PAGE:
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Combining diacritical marks display as separate character

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  • Sven Siegmund
    Hello, I have just installed gVim 7.2 on Windows XP SP3 and have set utf-8 as the default encoding and a good unicode monospace font (DejaVu Sans Mono) as the
    Message 1 of 7 , Mar 12 1:09 AM
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      Hello, I have just installed gVim 7.2 on Windows XP SP3 and have set
      utf-8 as the default encoding and a good unicode monospace font
      (DejaVu Sans Mono) as the guifont.

      gVim 7.2 has problems rendering combining diacritical marks on
      characters for which there is no dedicated unicode codepoint
      containing them with that diacritics. I can imagine why that is.

      When I try to type "n" and then the U+0302 combing circumflex "^" I
      get "n^" displayed instead of "n̂" (n with a circumflex on it). I can
      imagine why this happens: "n" with a combining "^" are technically two
      characters, two unicode codepoints. Its just OpenType features and the
      font renderer of the OS (in Windows it is Uniscribe) which don't let
      them display adjacently but overlap them.

      gVim does not use Uniscribe for rendering the font displayed. It is
      more low-level. It has very rigid rules to display a given number of
      characters/code-points per line and sticks to it. Hence it is forced
      to display "n" with combined "^" as two separate characters.

      But then I wonder how can you use gVim to write scripts where such
      combining of unicode-codepoints or reordering of letters (like in the
      devanagari script) or LRT-RTL changes happen. Is there a solution?

      Thanks for your answers.
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    • Tony Mechelynck
      ... I don t have any problems with recent gvim versions (currently 7.2.141 but it already worked last week) and GTK2 2.14.4-8.6.2 on openSUSE 11.1. -- Well, of
      Message 2 of 7 , Mar 12 2:53 AM
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        On 12/03/09 09:09, Sven Siegmund wrote:
        > Hello, I have just installed gVim 7.2 on Windows XP SP3 and have set
        > utf-8 as the default encoding and a good unicode monospace font
        > (DejaVu Sans Mono) as the guifont.
        >
        > gVim 7.2 has problems rendering combining diacritical marks on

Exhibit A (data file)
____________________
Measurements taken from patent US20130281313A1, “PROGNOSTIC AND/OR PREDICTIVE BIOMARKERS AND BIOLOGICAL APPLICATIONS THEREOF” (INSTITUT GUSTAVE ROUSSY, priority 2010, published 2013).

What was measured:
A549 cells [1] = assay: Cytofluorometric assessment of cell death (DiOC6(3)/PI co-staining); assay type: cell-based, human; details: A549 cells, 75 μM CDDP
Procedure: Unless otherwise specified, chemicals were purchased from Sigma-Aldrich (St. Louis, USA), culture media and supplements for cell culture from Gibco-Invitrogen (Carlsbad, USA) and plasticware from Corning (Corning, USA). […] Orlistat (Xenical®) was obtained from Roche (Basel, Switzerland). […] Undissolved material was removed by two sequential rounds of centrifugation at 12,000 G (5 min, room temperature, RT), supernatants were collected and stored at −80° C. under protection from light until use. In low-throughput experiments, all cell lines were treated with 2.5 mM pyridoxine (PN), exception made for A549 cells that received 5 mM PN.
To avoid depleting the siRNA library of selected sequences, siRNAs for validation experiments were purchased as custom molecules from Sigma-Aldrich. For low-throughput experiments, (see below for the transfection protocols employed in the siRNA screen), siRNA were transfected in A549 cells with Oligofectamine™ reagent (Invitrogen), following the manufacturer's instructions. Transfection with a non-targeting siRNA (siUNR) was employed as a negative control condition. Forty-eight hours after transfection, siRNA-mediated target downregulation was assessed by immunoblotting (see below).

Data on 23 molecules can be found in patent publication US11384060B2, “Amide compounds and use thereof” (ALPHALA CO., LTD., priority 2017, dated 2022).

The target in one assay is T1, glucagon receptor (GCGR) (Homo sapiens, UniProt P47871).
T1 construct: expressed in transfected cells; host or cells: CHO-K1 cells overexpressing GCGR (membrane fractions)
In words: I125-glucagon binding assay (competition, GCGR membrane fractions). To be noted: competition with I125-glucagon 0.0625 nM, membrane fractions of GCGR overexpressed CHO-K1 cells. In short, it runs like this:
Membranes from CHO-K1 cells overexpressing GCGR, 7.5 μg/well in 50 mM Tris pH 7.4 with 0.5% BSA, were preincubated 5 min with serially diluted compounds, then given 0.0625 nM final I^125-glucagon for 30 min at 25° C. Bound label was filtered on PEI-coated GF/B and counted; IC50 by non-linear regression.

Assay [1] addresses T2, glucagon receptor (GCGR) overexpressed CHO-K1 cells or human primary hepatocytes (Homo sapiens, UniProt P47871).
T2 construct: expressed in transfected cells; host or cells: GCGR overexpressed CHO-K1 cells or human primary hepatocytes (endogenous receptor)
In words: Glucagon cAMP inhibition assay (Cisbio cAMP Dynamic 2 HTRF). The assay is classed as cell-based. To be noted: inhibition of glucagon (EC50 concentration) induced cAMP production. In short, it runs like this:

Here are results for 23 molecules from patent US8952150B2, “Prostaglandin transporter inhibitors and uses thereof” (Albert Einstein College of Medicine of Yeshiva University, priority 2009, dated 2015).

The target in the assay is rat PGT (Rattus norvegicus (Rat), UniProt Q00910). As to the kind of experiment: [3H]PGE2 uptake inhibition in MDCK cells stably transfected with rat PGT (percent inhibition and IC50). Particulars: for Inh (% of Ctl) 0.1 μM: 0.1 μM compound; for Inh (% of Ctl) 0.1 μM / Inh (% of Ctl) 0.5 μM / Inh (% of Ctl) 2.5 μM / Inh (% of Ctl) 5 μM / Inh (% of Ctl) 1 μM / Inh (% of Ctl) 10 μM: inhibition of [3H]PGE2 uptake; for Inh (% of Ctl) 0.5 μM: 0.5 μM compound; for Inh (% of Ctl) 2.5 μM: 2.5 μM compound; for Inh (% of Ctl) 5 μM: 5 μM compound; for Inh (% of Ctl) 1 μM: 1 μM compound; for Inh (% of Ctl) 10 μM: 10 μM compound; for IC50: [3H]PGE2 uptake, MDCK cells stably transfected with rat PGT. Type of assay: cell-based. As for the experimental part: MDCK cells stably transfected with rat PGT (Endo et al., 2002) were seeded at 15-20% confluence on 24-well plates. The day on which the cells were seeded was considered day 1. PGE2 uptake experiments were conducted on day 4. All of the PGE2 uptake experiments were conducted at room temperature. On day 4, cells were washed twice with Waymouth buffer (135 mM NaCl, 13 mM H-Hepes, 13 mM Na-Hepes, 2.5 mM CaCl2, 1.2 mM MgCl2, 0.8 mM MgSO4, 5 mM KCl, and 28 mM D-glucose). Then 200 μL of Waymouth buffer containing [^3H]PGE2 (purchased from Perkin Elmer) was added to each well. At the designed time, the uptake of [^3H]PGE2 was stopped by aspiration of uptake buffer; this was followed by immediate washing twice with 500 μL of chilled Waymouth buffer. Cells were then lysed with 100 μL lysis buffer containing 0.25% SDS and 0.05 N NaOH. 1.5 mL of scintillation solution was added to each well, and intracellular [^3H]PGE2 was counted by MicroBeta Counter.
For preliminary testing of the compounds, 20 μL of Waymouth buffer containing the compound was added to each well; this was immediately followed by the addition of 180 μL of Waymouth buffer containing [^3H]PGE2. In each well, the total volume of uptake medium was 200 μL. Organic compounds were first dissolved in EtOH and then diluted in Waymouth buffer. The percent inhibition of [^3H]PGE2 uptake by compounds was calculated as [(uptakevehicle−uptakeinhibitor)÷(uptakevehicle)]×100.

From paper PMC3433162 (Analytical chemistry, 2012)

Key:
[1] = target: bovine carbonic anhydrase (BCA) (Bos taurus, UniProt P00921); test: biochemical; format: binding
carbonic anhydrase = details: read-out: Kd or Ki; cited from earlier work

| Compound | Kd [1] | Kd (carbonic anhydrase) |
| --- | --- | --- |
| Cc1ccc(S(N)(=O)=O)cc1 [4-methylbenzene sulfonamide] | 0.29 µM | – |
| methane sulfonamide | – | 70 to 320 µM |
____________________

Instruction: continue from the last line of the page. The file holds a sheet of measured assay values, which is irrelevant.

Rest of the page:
> characters for which there is no dedicated unicode codepoint
        > containing them with that diacritics. I can imagine why that is.
        >
        > When I try to type "n" and then the U+0302 combing circumflex "^" I
        > get "n^" displayed instead of "n̂" (n with a circumflex on it). I can
        > imagine why this happens: "n" with a combining "^" are technically two
        > characters, two unicode codepoints. Its just OpenType features and the
        > font renderer of the OS (in Windows it is Uniscribe) which don't let
        > them display adjacently but overlap them.
        >
        > gVim does not use Uniscribe for rendering the font displayed. It is
        > more low-level. It has very rigid rules to display a given number of
        > characters/code-points per line and sticks to it. Hence it is forced
        > to display "n" with combined "^" as two separate characters.
        >
        > But then I wonder how can you use gVim to write scripts where such
        > combining of unicode-codepoints or reordering of letters (like in the
        > devanagari script) or LRT-RTL changes happen. Is there a solution?
        >
        > Thanks for your answers.

        I don't have any problems with recent gvim versions (currently 7.2.141
        but it already worked last week) and GTK2 2.14.4-8.6.2 on openSUSE 11.1.
        -- Well, of course I can't reproduce your case exactly since I'm on
        Linux. I'm currently typing a Russian dictionary with lots of combining
        acute accents (U+0301), which Vim correctly displays over the preceding
        spacing Cyrillic vowel. However IIRC even when I was on W98 with Windows
        6.1 it could display combining characters correctly in Unicode, using a
        "Courier New" font -- that's when I started my frontpage
        http://users.skynet.be/antoine.mechelynck/ where you can see several
        scripts on a single page, one of them vocalized Arabic. Since then,
        Unicode rendering has gone progressively better, not worse, over the years.

        Let me try n + U+0302 ... yep, I get the correct overprint, in my
        default font, which happens to be "Bitstream Vera Sans Mono", very
        similar to DejaVu IIUC.

        Current versions of gvim can display (by default) two combining
        characters on any spacing character, which is usually enough for Arabic,
        even IIUC Coranic Arabic, but not always for fully cantillated Hebrew;
        or (by a nondefault 'maxcombine' setting) up to 6 combining characters
        over a single spacing character, which is usually more than you'd need.
        But (IIUC) only if 'encoding' is set to UTF-8. You can set this even if
        you don't tell Windows to use Unicode everywhere, provided that you set
        it near the top of your vimrc. See
        http://vim.wikia.com/wiki/Working_with_Unicode for details.

        I'm not sure Vim does devanagari.

        It can do Hebrew or Arabic but not with true bidi: what Vim does is give
        you the option of displaying any window in either all RTL or all LTR.
        You can even have the same file in split-windows, one of them LTR (with
        English OK but Arabic or Hebrew wrong) and the other RTL (with Hebrew
        and/or Arabic OK, including Arabic joining forms if 'arabicshape' is on
        which is the default, but English wrong).


        Which exact version and patchlevel of gvim are you using? You might want
        to copy the first handful of lines from the output of ":version" (until
        the line with "Features included (+) or not (-)") -- see ":help :redir"
        about how to capture that kind of output. Also, when you type